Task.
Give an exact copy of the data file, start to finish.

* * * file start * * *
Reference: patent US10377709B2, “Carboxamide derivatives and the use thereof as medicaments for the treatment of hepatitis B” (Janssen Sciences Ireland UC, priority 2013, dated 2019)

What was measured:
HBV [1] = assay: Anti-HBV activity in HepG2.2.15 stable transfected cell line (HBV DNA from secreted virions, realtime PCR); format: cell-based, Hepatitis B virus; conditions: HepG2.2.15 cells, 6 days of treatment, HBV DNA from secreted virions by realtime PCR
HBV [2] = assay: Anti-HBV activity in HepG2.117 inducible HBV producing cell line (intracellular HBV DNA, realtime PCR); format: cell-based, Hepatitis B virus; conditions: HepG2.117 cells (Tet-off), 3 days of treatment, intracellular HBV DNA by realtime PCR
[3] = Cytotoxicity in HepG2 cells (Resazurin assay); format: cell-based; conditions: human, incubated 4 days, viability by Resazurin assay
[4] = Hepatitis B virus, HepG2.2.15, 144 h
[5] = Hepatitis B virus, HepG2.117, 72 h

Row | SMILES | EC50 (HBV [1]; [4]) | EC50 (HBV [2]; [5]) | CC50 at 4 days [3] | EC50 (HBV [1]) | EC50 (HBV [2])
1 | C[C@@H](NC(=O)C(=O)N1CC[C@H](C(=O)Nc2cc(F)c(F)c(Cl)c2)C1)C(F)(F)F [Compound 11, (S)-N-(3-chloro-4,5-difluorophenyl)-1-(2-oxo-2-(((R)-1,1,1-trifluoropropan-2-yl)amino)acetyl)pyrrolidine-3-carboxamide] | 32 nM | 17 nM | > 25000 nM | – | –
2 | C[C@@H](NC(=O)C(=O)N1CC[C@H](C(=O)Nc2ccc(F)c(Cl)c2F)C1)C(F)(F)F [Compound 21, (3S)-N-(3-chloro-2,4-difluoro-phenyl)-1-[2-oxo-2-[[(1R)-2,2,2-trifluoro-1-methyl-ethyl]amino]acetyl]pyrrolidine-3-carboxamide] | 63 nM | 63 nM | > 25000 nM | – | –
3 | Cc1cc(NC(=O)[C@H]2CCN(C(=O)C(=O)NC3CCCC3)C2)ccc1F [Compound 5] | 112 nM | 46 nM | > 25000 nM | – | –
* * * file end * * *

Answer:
Reference: patent US10377709B2, “Carboxamide derivatives and the use thereof as medicaments for the treatment of hepatitis B” (Janssen Sciences Ireland UC, priority 2013, dated 2019)

What was measured:
HBV [1] = assay: Anti-HBV activity in HepG2.2.15 stable transfected cell line (HBV DNA from secreted virions, realtime PCR); format: cell-based, Hepatitis B virus; conditions: HepG2.2.15 cells, 6 days of treatment, HBV DNA from secreted virions by realtime PCR
HBV [2] = assay: Anti-HBV activity in HepG2.117 inducible HBV producing cell line (intracellular HBV DNA, realtime PCR); format: cell-based, Hepatitis B virus; conditions: HepG2.117 cells (Tet-off), 3 days of treatment, intracellular HBV DNA by realtime PCR
[3] = Cytotoxicity in HepG2 cells (Resazurin assay); format: cell-based; conditions: human, incubated 4 days, viability by Resazurin assay
[4] = Hepatitis B virus, HepG2.2.15, 144 h
[5] = Hepatitis B virus, HepG2.117, 72 h

Row | SMILES | EC50 (HBV [1]; [4]) | EC50 (HBV [2]; [5]) | CC50 at 4 days [3] | EC50 (HBV [1]) | EC50 (HBV [2])
1 | C[C@@H](NC(=O)C(=O)N1CC[C@H](C(=O)Nc2cc(F)c(F)c(Cl)c2)C1)C(F)(F)F [Compound 11, (S)-N-(3-chloro-4,5-difluorophenyl)-1-(2-oxo-2-(((R)-1,1,1-trifluoropropan-2-yl)amino)acetyl)pyrrolidine-3-carboxamide] | 32 nM | 17 nM | > 25000 nM | – | –
2 | C[C@@H](NC(=O)C(=O)N1CC[C@H](C(=O)Nc2ccc(F)c(Cl)c2F)C1)C(F)(F)F [Compound 21, (3S)-N-(3-chloro-2,4-difluoro-phenyl)-1-[2-oxo-2-[[(1R)-2,2,2-trifluoro-1-methyl-ethyl]amino]acetyl]pyrrolidine-3-carboxamide] | 63 nM | 63 nM | > 25000 nM | – | –
3 | Cc1cc(NC(=O)[C@H]2CCN(C(=O)C(=O)NC3CCCC3)C2)ccc1F [Compound 5] | 112 nM | 46 nM | > 25000 nM | – | –